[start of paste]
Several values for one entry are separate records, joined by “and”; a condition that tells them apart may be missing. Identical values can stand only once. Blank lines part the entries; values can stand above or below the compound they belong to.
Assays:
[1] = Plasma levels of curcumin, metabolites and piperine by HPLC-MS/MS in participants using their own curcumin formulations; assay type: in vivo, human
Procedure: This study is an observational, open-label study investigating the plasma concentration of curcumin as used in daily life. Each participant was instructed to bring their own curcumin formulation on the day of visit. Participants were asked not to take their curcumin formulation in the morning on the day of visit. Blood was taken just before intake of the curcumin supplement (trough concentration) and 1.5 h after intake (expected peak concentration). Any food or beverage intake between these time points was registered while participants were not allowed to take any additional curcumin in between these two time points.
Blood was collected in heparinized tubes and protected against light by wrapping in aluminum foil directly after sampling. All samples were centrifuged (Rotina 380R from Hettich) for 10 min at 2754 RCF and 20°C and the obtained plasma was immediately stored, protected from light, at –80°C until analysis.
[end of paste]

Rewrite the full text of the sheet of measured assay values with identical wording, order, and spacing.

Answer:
Several values for one entry are separate records, joined by “and”; a condition that tells them apart may be missing. Identical values can stand only once. Blank lines part the entries; values can stand above or below the compound they belong to.
Assays:
[1] = Plasma levels of curcumin, metabolites and piperine by HPLC-MS/MS in participants using their own curcumin formulations; assay type: in vivo, human
Procedure: This study is an observational, open-label study investigating the plasma concentration of curcumin as used in daily life. Each participant was instructed to bring their own curcumin formulation on the day of visit. Participants were asked not to take their curcumin formulation in the morning on the day of visit. Blood was taken just before intake of the curcumin supplement (trough concentration) and 1.5 h after intake (expected peak concentration). Any food or beverage intake between these time points was registered while participants were not allowed to take any additional curcumin in between these two time points.
Blood was collected in heparinized tubes and protected against light by wrapping in aluminum foil directly after sampling. All samples were centrifuged (Rotina 380R from Hettich) for 10 min at 2754 RCF and 20°C and the obtained plasma was immediately stored, protected from light, at –80°C until analysis.